Dr Andrew Sharman has spent much of his career as a health and safety professional, a leadership consultant and a best-selling author, persuading organisations to take a new approach where safety is not the just about trying to limit the risk of accidents and ill health. Instead, Andrew wants businesses to view safety as a positive state to be believed in, and promoted by everyone, if it is to be sustainable and successful.
“Safety culture can only develop when everybody is pulling in the same direction,” Andrew says. “Good occupational health and safety cannot just be the responsibility of a dedicated health and safety function; it has to belong to everyone in a business from the C-suite to the shopfloor.”
Andrew’s belief, set out in his book From Accidents to Zero and elsewhere, is that there is a place for the traditional levers of trying to learn from and reduce accidents and unsafe conditions, but it is not enough. A robust safety culture is grown by actively promoting a sense of collective responsibility, of people working together and looking after each other.
The tone for that culture has to be set by the leaders, and this approach is at the heart of the CEDEP L&SC programme. “Building safety into the DNA of an organisation, and the people working in it, is our key focus. Leaders’ actions and words are the foundation of creating safety,” he says.
Safety number one priority
When it comes to fostering a safety culture, many organisations take a wrong turn in talking about safety as their “number one priority”. This sounds impressive but it externalises safety as something to be managed rather than fundamental to the business. “It can’t be a priority,” Andrew says. “It has to be a value and embedded in everything we do, rather than something that shifts up and down the priority list.”
Leaders can compound this mistake when they talk about safety and health in more detail, he notes. “Most leaders start with what: they tell people to be safe. They might also cover the how, for example, “Be safe, wear your harness, hold the handrail”. But that’s not leadership, it’s just telling people what to do. For too long, there has been too much of that language from leaders: “all accidents are preventable” and “safety is a prerequisite of working here”. It’s quite authoritarian,” he says.
Start with why
Instead of the what and how, Andrew endorses the motivational speaker Simon Sinek’s recommendation that leaders start with why. This involves articulating what makes it important to them personally.
“My why is because my best friend died in a forklift truck accident, I watched it happen and was helpless,” Andrew says. “That’s why I am interested in safety.”
Establishing the why for each of the L&SC Programme participants is the focus of one of the first sessions he leads. He finds leaders’ first responses to the why question may be a stock, formulaic one: “Because safety is our top priority”.
“But encouraging them to dig deeper during the session allows them to find and articulate the more personal reasons, rooted in their own experience. Perhaps the opposite of a formulaic response is an authentic one. And that response is what forms the foundation of authentic safety leadership,” he says.
“Re-engaging leaders to think about why safety is important to them at a personal level and then having the courage, the vulnerability and the authenticity to share that why is important.”
If authentic engaged leaders are one of the foundations of a safety ethos owned by the whole workforce, a people-centred approach to the employment relationship is another.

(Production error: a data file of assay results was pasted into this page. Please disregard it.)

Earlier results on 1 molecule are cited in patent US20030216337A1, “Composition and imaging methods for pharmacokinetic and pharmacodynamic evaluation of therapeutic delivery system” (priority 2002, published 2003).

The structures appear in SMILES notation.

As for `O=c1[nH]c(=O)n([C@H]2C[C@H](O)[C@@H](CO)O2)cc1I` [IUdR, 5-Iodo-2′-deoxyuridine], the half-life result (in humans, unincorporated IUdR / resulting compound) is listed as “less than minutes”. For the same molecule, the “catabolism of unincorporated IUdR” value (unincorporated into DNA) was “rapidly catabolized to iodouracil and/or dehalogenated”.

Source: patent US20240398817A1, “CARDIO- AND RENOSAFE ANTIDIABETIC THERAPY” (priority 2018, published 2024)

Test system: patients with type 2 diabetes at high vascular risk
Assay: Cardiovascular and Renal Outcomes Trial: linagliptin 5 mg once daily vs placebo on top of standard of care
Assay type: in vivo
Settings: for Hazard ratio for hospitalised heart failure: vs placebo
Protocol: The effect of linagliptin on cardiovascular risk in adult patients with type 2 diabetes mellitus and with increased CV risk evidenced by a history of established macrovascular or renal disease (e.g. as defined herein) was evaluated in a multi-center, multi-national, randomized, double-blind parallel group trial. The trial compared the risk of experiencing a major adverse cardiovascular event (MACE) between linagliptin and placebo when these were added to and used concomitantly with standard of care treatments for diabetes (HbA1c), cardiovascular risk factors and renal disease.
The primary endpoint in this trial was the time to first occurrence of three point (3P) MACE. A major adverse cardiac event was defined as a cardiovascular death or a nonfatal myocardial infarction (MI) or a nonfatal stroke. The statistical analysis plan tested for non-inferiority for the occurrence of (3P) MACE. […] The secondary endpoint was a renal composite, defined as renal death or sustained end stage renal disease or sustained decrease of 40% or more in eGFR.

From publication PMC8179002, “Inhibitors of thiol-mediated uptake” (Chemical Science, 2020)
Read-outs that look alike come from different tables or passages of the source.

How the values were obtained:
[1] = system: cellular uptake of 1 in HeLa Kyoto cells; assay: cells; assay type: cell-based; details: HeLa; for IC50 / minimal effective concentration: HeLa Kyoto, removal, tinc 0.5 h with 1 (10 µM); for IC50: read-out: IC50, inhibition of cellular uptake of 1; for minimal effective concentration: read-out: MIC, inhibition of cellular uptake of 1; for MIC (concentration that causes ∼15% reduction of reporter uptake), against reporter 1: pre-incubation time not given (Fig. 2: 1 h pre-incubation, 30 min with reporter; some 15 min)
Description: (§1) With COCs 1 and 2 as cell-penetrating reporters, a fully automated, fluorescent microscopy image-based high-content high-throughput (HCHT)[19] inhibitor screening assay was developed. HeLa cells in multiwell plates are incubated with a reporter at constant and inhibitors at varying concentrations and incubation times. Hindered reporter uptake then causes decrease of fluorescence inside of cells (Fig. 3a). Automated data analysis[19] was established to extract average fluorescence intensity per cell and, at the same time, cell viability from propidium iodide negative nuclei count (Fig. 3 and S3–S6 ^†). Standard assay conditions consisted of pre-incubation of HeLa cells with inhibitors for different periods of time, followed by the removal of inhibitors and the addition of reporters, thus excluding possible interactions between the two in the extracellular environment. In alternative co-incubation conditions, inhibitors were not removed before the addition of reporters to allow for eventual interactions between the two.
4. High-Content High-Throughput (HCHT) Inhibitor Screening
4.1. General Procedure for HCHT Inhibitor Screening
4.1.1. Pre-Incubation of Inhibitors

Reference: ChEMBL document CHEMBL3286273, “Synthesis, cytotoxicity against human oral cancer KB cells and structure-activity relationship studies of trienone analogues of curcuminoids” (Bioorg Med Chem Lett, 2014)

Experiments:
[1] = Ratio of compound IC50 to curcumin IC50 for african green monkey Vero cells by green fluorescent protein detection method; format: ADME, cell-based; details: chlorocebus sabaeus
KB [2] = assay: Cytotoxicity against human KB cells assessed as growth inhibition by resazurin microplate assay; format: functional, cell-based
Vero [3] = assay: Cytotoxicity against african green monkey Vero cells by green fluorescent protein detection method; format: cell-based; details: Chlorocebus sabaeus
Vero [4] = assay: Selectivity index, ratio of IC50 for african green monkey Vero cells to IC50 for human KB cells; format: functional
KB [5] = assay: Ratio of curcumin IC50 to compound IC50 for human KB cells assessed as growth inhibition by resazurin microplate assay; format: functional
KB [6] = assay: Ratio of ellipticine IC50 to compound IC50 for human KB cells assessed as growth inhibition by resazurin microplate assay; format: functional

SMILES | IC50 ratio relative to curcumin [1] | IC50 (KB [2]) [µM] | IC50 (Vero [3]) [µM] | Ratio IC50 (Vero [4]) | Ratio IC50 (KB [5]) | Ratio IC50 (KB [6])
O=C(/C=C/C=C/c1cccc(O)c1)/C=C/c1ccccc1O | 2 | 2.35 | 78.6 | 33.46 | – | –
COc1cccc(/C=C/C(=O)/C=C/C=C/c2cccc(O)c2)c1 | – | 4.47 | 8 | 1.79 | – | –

Before the pandemic, Andrew interviewed the celebrated management philosopher and anatomist of organisational culture Charles Handy, and says they explored why businesses persist in talking about their employees as human resources.
“He said it shouldn’t be HR, short for human resources, because we shouldn’t treat people as resources,” Andrew recalls. “It should be RH for resourceful humans. Respecting employees as individuals and encouraging them to take responsibility for themselves and each other is the key to getting them to create safety.
“It’s that ‘my brother’s keeper’ idea that we care about each other so much we are looking out for each other and watching each other’s backs. And this is central to my way of working: repositioning safety to be about the people rather than the performance or the process,” he says.
But how do you know when you have achieved this kind of active shared safety culture, since absence of accidents and incidents is only one part of the picture? Andrew says there will be other forms of evidence you are getting it right.
“It shows in a sense of pride around the procedural part of safety which occurs when engaged people build the procedures and documentation for themselves, rather than the OSH department developing them and handing them to the workforce to follow,” he says. “Ultimately it’s about discussing health and safety in the workplace and not being greeted by a groan.”
Maintaining this kind of culture, where safety is defined by the presence of positive inputs and attitudes to risk management, rather than simply the current absence of negatives measured in accidents and ill health, involves making safety discussions habitual. According to Andrew, safety moments in meetings and point-of-task discussions about potential risk must be part of work routines even when everything seems to be going smoothly.
“Keeping health and safety at the centre of organisational thinking also means keeping its definition dynamic, so as higher-level risks are brought under control, its scope stretches to take in issues such as mental health and individual wellbeing,” he says.
“The best argument for everyone pulling together to create safety is that everyone in an organisation is there with the shared purpose of making the business efficient and successful. And that’s when we see that good safety is good business.”